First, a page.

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The University of Hawaiʻi at Mānoa Office of the Vice Provost for Academic Excellence created Guidance on artificial intelligence (AI), a resource for faculty, researchers and staff to address academic integrity, assignment and assessment redesign, UH System resources and related policies. The guidance was created in response to the advent of AI tools, such as ChatGPT, GPT-4, Microsoft’s Bing and others, that raise new questions and challenges for academia.

“Whether it is the research that we conduct or the instruction of our students and even the ways that we all do our daily work, there is no doubt in my mind that artificial intelligence will play an increasingly important role,” said UH Mānoa Provost Michael Bruno. “The importance of issuing this guidance is that we want to, as best as we can, get this right and make use of the evolving technology in a way that improves our research, leads to new important discoveries and that contributes to even greater learning.”

The widespread availability of AI tools creates both challenges and opportunities for instructors. Faculty and staff are encouraged to participate in professional development through the Office of Faculty Development and Support, such as the upcoming Generative AI in the Classroom, and through UH Online Innovation Center’s upcoming events, such as Text-to-Multimedia Generative AI Tools or academic/research related AI-based tools.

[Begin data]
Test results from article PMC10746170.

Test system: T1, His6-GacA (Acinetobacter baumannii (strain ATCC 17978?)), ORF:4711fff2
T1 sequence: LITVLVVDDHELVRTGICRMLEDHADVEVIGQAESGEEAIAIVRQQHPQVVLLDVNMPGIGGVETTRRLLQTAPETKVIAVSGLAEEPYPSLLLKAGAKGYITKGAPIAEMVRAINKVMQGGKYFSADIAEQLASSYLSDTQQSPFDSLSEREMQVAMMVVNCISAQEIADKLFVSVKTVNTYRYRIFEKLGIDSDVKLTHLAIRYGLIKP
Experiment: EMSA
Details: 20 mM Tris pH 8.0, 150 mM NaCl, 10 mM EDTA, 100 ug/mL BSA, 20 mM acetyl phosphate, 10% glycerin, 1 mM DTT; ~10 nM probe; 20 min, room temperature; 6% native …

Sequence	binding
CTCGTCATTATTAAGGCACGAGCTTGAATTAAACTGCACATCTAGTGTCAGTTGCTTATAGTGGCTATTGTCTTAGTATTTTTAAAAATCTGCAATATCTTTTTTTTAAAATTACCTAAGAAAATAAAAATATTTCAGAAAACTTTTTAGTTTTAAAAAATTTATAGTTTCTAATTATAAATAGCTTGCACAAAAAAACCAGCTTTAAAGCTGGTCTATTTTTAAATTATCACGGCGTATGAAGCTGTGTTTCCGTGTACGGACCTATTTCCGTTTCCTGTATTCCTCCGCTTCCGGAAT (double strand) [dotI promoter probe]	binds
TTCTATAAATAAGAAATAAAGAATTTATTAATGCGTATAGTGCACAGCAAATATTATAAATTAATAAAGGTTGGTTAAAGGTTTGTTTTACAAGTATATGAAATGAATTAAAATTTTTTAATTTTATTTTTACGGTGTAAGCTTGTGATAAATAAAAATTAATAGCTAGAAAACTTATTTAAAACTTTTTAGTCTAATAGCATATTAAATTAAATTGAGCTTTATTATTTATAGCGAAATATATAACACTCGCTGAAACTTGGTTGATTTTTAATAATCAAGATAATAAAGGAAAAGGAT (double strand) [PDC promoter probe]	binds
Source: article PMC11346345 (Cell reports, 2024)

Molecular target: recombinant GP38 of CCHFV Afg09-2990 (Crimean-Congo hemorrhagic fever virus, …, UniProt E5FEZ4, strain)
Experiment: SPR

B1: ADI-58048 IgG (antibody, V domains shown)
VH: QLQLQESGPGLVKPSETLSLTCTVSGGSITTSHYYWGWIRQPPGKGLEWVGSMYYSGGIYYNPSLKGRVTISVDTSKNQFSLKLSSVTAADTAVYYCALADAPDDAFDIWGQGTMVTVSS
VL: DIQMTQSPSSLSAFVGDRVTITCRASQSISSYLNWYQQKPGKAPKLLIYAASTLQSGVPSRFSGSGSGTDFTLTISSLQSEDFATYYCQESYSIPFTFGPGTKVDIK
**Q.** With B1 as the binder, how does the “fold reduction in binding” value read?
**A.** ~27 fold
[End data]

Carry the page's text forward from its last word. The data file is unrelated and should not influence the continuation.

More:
“Faculty should be aware of the implications for how students are going to be able to use artificial intelligence to respond to assignments, as well as how they themselves can leverage it for teaching and learning experiences that they are designing for students,” said UH Mānoa Interim Associate Vice Provost for Academic Excellence Paul McKimmy.

Balancing AI’s potential and addressing these challenges is important, as these tools are already reshaping aspects of higher education.

“They need to learn about the tools that are directly impacting their disciplines because now that these are available we actually have two jobs,” said McKimmy. “One is to teach students the appropriate, skillful and ethical use of these tools and the other is how to think, write and communicate without them.”

For more information, questions or concerns, email McKimmy at

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